Cosmos and Camus endeavors to set foot in this uncharted terrain. Its first part introduces the main components of Camus’ absurdity so that it can be easily applied to the analysis of the films later. Equipped with these Camusean essentials, the book delves into an indepth analysis of two first-encounter films (Contact and Arrival) and two A.I. films (A.I. and Her). These analyses yield more than an insightful reflection of the absurd contents in science fiction film. Indeed, imaginative collisions with nonhumans seem to tell us a lot about the nature of the absurd in the human condition, as well as raising the question of whether absurdity is exclusively a human matter. Ultimately, the interpretation of the films illuminates the films themselves just as much as it illuminates, challenges, and expands Camus’ concept of absurdity.
Table Of Contents
- About the author
- About the book
- This eBook can be cited
- Introduction: Camus’ absurd and science fiction film: A potential point of convergence?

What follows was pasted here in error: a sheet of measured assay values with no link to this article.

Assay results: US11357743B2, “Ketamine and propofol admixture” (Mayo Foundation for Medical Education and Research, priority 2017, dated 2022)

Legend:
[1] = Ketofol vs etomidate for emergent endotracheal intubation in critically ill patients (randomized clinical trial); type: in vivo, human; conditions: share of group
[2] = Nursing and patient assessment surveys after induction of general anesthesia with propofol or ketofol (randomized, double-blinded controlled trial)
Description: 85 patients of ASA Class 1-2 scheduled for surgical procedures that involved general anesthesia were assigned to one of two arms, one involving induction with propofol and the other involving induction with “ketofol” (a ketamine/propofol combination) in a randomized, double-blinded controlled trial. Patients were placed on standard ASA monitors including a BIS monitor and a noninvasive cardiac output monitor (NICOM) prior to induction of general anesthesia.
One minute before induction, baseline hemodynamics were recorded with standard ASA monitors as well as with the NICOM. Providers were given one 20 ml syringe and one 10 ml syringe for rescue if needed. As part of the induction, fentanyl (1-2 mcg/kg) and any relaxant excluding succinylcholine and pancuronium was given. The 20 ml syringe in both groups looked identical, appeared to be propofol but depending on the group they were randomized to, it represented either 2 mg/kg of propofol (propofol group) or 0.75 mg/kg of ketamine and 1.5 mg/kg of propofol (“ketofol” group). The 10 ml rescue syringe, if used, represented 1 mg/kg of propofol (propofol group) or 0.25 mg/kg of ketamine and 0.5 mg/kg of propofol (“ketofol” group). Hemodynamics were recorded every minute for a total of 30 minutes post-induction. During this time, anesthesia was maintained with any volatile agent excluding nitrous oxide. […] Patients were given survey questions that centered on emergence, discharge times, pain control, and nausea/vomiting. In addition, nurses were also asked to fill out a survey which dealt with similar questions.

- Part I Camus’ absurd: Consciousness and limits
- Chapter 1 The redemptive power of absurd walls in The Stranger
- Chapter 2 “If I were a tree”: Facing the limits of human existence in The Myth of Sisyphus
- Chapter 3 “A strange form of love”: Responding to the limits of human existence in The Myth of Sisyphus and The Rebel
- Part II Science fiction films: Absurd at the edge of the cosmos
- Introduction to Part II
- Chapter 4 When the silent universe speaks: Applying Camus’ absurd to the alien encounters of Contact and Arrival
- Chapter 5 Dreams of the impossible: Applying Camus’ absurd to the human/machine relations of A.I. Artificial Intelligence and Her
- Chapter 6 The strangers: Reflections on the interrelations between Camus’ absurd and sci-fi encounters with nonhumans
- Series index
I wish to express my deepest gratitude to Dr. Mikel Burley and Dr. Stefan Skrimshire from the University of Leeds, who supervised the research that inspired the writing of this book. Together we traversed this uncharted territory, and I cannot imagine attaining any of the insights in this book without our fervent dialogue and their unwavering trust, engagement, and affection.